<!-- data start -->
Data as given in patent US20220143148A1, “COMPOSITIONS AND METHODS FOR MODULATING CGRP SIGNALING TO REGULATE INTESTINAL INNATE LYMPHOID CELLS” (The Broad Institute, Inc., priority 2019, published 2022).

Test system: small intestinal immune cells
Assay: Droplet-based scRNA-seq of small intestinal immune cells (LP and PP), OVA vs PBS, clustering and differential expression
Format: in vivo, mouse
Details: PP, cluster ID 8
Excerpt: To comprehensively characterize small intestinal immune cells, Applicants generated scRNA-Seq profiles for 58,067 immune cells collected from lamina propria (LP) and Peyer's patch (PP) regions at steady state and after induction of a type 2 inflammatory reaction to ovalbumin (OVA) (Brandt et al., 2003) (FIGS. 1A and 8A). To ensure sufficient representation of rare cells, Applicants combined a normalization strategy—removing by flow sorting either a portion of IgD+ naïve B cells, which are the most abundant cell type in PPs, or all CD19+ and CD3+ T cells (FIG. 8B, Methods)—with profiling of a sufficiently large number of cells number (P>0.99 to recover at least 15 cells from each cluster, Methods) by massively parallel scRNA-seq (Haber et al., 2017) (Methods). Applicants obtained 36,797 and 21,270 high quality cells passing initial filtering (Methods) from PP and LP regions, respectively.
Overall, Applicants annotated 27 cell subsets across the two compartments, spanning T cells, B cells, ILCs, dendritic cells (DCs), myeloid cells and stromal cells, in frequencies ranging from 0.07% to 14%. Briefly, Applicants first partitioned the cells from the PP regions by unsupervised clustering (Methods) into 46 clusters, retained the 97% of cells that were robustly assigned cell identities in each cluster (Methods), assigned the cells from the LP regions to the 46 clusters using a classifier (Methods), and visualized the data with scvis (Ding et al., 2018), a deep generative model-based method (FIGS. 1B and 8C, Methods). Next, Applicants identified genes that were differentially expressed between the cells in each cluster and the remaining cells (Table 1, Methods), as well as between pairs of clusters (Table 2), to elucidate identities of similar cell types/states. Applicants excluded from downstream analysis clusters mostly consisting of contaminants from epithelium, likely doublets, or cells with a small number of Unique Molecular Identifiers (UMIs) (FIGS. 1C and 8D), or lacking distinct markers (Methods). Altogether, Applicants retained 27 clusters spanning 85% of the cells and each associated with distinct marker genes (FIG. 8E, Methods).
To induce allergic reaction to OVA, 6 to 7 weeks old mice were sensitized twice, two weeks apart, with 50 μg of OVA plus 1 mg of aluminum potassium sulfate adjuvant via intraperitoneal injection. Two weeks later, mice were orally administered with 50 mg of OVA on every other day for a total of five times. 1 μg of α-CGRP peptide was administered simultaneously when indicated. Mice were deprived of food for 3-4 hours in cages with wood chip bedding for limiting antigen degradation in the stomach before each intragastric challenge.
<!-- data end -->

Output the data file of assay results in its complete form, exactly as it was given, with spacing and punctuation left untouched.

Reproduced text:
Data as given in patent US20220143148A1, “COMPOSITIONS AND METHODS FOR MODULATING CGRP SIGNALING TO REGULATE INTESTINAL INNATE LYMPHOID CELLS” (The Broad Institute, Inc., priority 2019, published 2022).

Test system: small intestinal immune cells
Assay: Droplet-based scRNA-seq of small intestinal immune cells (LP and PP), OVA vs PBS, clustering and differential expression
Format: in vivo, mouse
Details: PP, cluster ID 8
Excerpt: To comprehensively characterize small intestinal immune cells, Applicants generated scRNA-Seq profiles for 58,067 immune cells collected from lamina propria (LP) and Peyer's patch (PP) regions at steady state and after induction of a type 2 inflammatory reaction to ovalbumin (OVA) (Brandt et al., 2003) (FIGS. 1A and 8A). To ensure sufficient representation of rare cells, Applicants combined a normalization strategy—removing by flow sorting either a portion of IgD+ naïve B cells, which are the most abundant cell type in PPs, or all CD19+ and CD3+ T cells (FIG. 8B, Methods)—with profiling of a sufficiently large number of cells number (P>0.99 to recover at least 15 cells from each cluster, Methods) by massively parallel scRNA-seq (Haber et al., 2017) (Methods). Applicants obtained 36,797 and 21,270 high quality cells passing initial filtering (Methods) from PP and LP regions, respectively.
Overall, Applicants annotated 27 cell subsets across the two compartments, spanning T cells, B cells, ILCs, dendritic cells (DCs), myeloid cells and stromal cells, in frequencies ranging from 0.07% to 14%. Briefly, Applicants first partitioned the cells from the PP regions by unsupervised clustering (Methods) into 46 clusters, retained the 97% of cells that were robustly assigned cell identities in each cluster (Methods), assigned the cells from the LP regions to the 46 clusters using a classifier (Methods), and visualized the data with scvis (Ding et al., 2018), a deep generative model-based method (FIGS. 1B and 8C, Methods). Next, Applicants identified genes that were differentially expressed between the cells in each cluster and the remaining cells (Table 1, Methods), as well as between pairs of clusters (Table 2), to elucidate identities of similar cell types/states. Applicants excluded from downstream analysis clusters mostly consisting of contaminants from epithelium, likely doublets, or cells with a small number of Unique Molecular Identifiers (UMIs) (FIGS. 1C and 8D), or lacking distinct markers (Methods). Altogether, Applicants retained 27 clusters spanning 85% of the cells and each associated with distinct marker genes (FIG. 8E, Methods).
To induce allergic reaction to OVA, 6 to 7 weeks old mice were sensitized twice, two weeks apart, with 50 μg of OVA plus 1 mg of aluminum potassium sulfate adjuvant via intraperitoneal injection. Two weeks later, mice were orally administered with 50 mg of OVA on every other day for a total of five times. 1 μg of α-CGRP peptide was administered simultaneously when indicated. Mice were deprived of food for 3-4 hours in cages with wood chip bedding for limiting antigen degradation in the stomach before each intragastric challenge.